My Favourite Run: Guest Blog by John & Hannah from Trailscape
Our Guest Blog this week comes from John and Hannah from Trailscape, organisers of fantastic…
Last Sunday I ran the Trust10 at Saltram near Plymouth: one of a series of free, monthly 10k events at National Trust places, aimed at those wanting a ‘step up’ in distance from ParkRun. I treated it as a race, and it sort of is, but it’s much less formal. National Trust places make really great race venues: they are easy to find, have good parking, clean toilets, excellent cafés and if, like me, you make the race the start of a family day out, there’s always plenty to see and explore for everyone. They’re great as a tester run to see where you’re at with your training, or as a first 10k – and if they get plenty of support they’ll become a permanent fixture.
The race started a few minutes late after a chat with the marshals and other regular runners. Being the last event before Christmas it was nice to see runners dressing up and getting into the festive spirit. Costumes ranged from santa hats all the way to an actual Christmas tree. The runner wearing the tree was enthusiastic at the start but I think she was cursing after a couple of kilometers as she lumbered by, shedding baubles. An awesome effort though; I hope she won the spot prize for best dressed.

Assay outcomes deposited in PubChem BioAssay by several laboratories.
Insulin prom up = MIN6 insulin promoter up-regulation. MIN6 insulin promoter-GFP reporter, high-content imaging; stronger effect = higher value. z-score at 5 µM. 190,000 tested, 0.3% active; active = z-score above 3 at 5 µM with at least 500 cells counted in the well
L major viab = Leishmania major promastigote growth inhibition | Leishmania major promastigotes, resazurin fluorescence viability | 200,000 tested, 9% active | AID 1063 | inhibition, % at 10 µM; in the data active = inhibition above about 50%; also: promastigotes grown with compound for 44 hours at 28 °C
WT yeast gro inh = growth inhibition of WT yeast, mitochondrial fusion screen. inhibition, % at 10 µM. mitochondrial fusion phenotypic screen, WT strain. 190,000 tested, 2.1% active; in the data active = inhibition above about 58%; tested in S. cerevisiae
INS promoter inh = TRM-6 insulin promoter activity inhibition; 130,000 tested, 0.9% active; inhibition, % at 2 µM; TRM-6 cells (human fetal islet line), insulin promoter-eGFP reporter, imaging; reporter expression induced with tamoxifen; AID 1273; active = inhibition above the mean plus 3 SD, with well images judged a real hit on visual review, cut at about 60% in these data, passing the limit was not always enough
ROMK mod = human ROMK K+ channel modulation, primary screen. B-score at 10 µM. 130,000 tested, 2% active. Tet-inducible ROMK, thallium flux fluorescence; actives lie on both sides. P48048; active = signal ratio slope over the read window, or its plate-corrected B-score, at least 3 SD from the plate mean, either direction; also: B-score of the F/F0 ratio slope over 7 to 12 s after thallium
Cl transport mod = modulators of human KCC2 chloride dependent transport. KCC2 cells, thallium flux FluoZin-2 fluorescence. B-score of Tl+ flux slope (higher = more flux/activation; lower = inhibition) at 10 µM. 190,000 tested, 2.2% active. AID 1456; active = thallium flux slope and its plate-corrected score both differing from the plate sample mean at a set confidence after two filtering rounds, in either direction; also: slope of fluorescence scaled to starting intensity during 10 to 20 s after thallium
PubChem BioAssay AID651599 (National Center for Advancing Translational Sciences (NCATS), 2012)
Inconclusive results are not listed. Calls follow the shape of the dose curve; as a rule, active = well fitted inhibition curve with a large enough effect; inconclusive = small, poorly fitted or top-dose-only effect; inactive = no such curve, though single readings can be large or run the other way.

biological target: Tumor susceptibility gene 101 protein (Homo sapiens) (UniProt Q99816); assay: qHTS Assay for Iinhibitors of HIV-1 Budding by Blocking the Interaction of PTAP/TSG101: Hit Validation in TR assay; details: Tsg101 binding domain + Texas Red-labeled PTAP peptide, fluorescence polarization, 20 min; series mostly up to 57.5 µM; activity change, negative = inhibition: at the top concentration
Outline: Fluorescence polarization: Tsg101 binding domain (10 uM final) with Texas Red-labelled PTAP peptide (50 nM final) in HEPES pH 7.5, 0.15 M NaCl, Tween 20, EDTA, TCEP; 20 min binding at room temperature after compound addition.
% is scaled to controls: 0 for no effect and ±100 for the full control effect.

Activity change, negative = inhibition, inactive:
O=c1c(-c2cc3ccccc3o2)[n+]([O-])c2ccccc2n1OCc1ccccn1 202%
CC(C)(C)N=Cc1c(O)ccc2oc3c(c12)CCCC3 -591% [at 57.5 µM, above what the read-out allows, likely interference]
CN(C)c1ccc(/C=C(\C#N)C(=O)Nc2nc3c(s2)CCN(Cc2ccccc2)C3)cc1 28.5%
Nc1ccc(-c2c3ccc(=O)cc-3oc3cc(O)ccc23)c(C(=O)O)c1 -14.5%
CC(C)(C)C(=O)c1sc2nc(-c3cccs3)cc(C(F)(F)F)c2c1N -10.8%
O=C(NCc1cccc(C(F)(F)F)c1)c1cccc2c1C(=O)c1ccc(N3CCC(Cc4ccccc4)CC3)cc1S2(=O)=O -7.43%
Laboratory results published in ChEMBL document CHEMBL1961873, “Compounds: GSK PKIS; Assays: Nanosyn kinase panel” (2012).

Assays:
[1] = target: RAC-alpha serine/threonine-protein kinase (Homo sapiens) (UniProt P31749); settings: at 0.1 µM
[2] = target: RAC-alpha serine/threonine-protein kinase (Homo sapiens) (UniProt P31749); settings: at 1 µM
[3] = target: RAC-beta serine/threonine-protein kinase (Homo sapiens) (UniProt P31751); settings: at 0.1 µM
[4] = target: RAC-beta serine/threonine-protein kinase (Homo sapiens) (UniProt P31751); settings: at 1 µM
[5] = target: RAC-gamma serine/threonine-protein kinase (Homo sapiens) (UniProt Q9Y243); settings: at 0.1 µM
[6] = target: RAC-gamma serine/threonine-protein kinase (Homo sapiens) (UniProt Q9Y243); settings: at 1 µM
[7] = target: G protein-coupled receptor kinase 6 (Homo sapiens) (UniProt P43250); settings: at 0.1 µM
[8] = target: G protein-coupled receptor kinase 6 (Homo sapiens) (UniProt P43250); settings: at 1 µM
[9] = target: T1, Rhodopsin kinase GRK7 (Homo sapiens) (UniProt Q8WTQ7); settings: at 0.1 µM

The running was excellent: mostly on surfaced tracks around the estate, with a long downhill to the estuary and then all the way back up to the start again. It’s a fairly tough run, not a pb course and actually according to my Garmin not quite 10k, but close enough and it’s self timed anyway. I finished in just over 41 minutes and the winner, who is a good club runner, managed a little over 36 minutes. If you have the energy to look around the scenery is stunning: beautiful woodland and rolling parkland, as well as glimpses of a folly and Saltram House itself. If you don’t fancy the race or if you visit at a different time then the parkland offers plenty of scope for a hard training session with some great hills, or a gentle scenic run with some friends. Whatever you end up doing the café is worth a visit at the end – the ducks need feeding and the coffee’s good!